In Praise Of Love—But What Is It, Really?

If Àlain Badiou, greatest living French philosopher—that is, according to his compatriots—writes a book called In Praise of Love, wouldn’t you pay attention? After all, love is an ever fascinating subject and some of the greatest philosophers are French (Voltaire, Descartes, Sartre to name a few). And the French are up there as some of the world’s greatest lovers (after the Spaniards, Italians, and Brazilians—all … Continue reading In Praise Of Love—But What Is It, Really?

Hemingway’s Paris of the Twenties: A Moveable Feast

In the cramped studio we rented when we first stayed in Paris a few months, a well-worn paperback of Ernest Hemingway’s A Moveable Feast lay on top of three or four books on a night table. The intriguing title was familiar, the first few pages beguiling. I “knew” Hemingway, having read two of his books. Reading about 1920s Paris in Paris? Who could resist? Besides, … Continue reading Hemingway’s Paris of the Twenties: A Moveable Feast

The Existential Life: Left Bank: Art, Passion and the Rebirth of Paris 1940-1950

Jean Paul Sartre and Simone de Beauvoir. I heard those names spoken with some reverence by my professor of Western Thought, a course deemed essential to round out all college degrees by the university I was attending. In the next breath, the professor uttered, “Existentialism.” Even now, I’m not entirely sure what the word means although its precepts (or at least some of them) are … Continue reading The Existential Life: Left Bank: Art, Passion and the Rebirth of Paris 1940-1950

My Paris Kitchen by David Leibovitz

I can’t remember the last time I bought a cookbook. Until My Paris Kitchen, by David Lebovitz. The ones I have, I hardly ever consult anymore, since I have my own collection of recipes all organized in my iPad recipe app. But for me, if you throw in certain magic words, then I could be tempted to shell out a few dollars—I splurged on a … Continue reading My Paris Kitchen by David Leibovitz

Stark Truth: Behind the Beautiful Forevers by Katherine Boo

I suppose in a large country like India you can see life in as many ways as you can imagine it to unfold. But in the poorest hovels of that huge country the reality is that life unfolds in ways you’ve never imagined. Ways that make you wonder how people can endure them. Ways that coax your admiration for a resilient social class whose existence … Continue reading Stark Truth: Behind the Beautiful Forevers by Katherine Boo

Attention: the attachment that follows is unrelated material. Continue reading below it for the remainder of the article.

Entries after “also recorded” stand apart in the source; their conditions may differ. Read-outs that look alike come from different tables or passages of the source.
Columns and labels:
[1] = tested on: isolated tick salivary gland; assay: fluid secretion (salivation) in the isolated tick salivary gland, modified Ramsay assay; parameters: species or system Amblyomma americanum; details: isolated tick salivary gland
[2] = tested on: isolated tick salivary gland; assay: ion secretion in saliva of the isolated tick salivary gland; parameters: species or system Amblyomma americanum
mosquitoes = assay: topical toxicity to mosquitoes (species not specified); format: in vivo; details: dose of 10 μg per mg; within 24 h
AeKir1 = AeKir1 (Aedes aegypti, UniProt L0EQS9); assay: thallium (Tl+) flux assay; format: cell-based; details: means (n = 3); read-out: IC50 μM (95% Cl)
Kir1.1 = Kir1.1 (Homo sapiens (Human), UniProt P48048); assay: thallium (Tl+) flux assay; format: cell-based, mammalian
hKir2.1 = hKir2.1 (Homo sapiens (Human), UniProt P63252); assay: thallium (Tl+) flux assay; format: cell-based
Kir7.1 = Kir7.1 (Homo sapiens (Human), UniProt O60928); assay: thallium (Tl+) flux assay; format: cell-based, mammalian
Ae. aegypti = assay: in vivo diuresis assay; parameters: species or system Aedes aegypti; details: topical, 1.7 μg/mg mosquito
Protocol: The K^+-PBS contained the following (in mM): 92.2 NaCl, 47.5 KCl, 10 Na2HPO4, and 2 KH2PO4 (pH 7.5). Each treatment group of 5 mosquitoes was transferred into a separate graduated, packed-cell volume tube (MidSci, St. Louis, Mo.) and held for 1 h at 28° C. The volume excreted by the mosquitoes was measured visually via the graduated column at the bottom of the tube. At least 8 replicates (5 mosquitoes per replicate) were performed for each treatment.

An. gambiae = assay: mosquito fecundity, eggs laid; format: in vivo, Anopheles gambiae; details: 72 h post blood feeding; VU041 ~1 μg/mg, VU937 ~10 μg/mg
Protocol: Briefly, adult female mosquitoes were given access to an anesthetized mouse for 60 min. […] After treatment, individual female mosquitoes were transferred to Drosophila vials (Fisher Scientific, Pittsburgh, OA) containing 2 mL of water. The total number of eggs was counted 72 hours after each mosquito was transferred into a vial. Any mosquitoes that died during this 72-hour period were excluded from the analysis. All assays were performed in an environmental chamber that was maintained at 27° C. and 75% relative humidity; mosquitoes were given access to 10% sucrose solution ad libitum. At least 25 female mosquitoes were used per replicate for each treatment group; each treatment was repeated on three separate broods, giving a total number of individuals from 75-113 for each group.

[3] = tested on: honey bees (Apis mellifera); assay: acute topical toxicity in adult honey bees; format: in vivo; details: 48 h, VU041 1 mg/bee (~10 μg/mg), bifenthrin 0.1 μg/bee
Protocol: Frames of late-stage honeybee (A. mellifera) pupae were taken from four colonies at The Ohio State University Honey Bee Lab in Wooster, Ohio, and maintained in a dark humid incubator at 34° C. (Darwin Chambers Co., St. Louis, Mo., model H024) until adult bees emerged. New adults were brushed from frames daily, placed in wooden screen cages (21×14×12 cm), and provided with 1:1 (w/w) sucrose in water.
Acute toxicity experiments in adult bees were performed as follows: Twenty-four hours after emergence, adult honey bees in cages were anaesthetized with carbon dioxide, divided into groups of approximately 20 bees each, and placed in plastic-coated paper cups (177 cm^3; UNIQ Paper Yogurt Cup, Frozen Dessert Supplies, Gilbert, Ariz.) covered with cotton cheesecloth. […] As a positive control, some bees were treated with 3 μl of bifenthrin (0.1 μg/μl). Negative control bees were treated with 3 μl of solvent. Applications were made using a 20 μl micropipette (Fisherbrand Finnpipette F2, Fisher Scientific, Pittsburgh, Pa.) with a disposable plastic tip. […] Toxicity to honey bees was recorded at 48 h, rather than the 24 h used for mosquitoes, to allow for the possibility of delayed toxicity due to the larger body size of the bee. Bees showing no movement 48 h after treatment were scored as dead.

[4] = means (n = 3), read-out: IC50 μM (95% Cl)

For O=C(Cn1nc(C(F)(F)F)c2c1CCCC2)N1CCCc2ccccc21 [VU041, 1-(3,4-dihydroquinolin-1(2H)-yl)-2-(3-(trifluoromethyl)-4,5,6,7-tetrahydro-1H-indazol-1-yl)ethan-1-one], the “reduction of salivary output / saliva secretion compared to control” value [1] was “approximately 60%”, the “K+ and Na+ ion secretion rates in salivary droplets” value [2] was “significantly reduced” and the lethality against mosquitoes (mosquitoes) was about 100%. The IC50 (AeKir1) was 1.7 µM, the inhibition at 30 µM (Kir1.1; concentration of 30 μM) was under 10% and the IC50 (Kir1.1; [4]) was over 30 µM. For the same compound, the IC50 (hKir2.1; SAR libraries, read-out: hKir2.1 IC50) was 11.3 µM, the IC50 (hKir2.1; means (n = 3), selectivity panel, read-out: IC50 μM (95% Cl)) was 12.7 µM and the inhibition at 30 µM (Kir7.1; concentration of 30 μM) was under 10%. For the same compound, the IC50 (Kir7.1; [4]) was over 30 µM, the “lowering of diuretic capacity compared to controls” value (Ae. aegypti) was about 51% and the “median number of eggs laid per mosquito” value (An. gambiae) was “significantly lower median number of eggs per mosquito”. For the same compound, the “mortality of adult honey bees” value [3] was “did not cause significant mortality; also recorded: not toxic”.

The French do it again: An irresistible Story of Sex

How much do you know about sex? Probably less than you think. That’s how I felt, anyway, after reading The Story of Sex, a delightful book on sex. I first came across The Story of Sex in an article in theguardian.com with a long, formidable title: A graphic history of sex: ‘There is no gene that drives sexuality. All sexuality is learned. As if that … Continue reading The French do it again: An irresistible Story of Sex

Lolita

Mature Iranian Women’s Kinship with Vladimir Nabokov’s Lolita—Reading Lolita in Tehran

I anticipated a great read with Reading Lolita in Tehran. It tackles two of my main interests—a woman’s journey through life, and her experience living in a culture quite different from that I live in. I strongly empathized with what I saw to be its underlying themes. But after reading pages and pages full of details to support those themes, I thought, okay, I get … Continue reading Mature Iranian Women’s Kinship with Vladimir Nabokov’s Lolita—Reading Lolita in Tehran

Thierry de Duve: Kant After Duchamp

I read art books. Not often. Sometimes I just need a break from made-up stories. My interest in artsy pursuits dates from childhood. I got into drawing growing up with three brothers who refused to play with me. Today, I have pretensions to being a painter of sorts. Anyway, I read this book—all 500-some intimidating, fascinating pages of it. It teased me into expecting that, … Continue reading Thierry de Duve: Kant After Duchamp

Loving A Prince And That Summer in Sicily

How many ways can you get to know a culture different from that in which you grew up? One delectable way described in this review is through cuisines, which I’ve amplified in another post. Marlena DeBlasi takes a different tack in her memoir, That Summer in Sicily. While she does sumptuously describe sights, sounds, smells, tastes, textures in earlier chapters, she seduces you into experiencing … Continue reading Loving A Prince And That Summer in Sicily

Nancy Singleton-Hachisu’s Japanese Farm Food

Who expects to be entertained reading a cookbook? Hungry, perhaps and eager to try out recipes from it. But, in fact, some cookbooks do more than give you recipes and possibly some background story behind them, so they’re not only informative, they’re entertaining. One such book is Japanese Farm Food. I know little about Japanese farms and indigenous Japanese culture except for what I’ve seen … Continue reading Nancy Singleton-Hachisu’s Japanese Farm Food